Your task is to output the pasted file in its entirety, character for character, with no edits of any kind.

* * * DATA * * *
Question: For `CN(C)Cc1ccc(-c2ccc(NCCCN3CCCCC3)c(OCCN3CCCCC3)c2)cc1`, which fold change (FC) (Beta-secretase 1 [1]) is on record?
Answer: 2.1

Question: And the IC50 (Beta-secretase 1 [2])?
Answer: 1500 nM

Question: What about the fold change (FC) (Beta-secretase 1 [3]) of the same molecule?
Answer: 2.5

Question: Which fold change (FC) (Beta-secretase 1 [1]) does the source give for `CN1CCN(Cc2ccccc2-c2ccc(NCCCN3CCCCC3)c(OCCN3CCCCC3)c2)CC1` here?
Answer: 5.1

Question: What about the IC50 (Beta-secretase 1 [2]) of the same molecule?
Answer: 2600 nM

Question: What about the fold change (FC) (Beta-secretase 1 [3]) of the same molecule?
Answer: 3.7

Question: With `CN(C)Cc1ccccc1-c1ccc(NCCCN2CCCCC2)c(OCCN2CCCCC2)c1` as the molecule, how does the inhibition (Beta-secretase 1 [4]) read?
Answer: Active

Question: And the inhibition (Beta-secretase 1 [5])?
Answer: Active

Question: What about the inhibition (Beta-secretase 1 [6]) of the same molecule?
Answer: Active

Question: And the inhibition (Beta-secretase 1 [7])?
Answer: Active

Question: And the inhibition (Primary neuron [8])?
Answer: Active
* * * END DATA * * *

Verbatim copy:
Question: For `CN(C)Cc1ccc(-c2ccc(NCCCN3CCCCC3)c(OCCN3CCCCC3)c2)cc1`, which fold change (FC) (Beta-secretase 1 [1]) is on record?
Answer: 2.1

Question: And the IC50 (Beta-secretase 1 [2])?
Answer: 1500 nM

Question: What about the fold change (FC) (Beta-secretase 1 [3]) of the same molecule?
Answer: 2.5

Question: Which fold change (FC) (Beta-secretase 1 [1]) does the source give for `CN1CCN(Cc2ccccc2-c2ccc(NCCCN3CCCCC3)c(OCCN3CCCCC3)c2)CC1` here?
Answer: 5.1

Question: What about the IC50 (Beta-secretase 1 [2]) of the same molecule?
Answer: 2600 nM

Question: What about the fold change (FC) (Beta-secretase 1 [3]) of the same molecule?
Answer: 3.7

Question: With `CN(C)Cc1ccccc1-c1ccc(NCCCN2CCCCC2)c(OCCN2CCCCC2)c1` as the molecule, how does the inhibition (Beta-secretase 1 [4]) read?
Answer: Active

Question: And the inhibition (Beta-secretase 1 [5])?
Answer: Active

Question: What about the inhibition (Beta-secretase 1 [6]) of the same molecule?
Answer: Active

Question: And the inhibition (Beta-secretase 1 [7])?
Answer: Active

Question: And the inhibition (Primary neuron [8])?
Answer: Active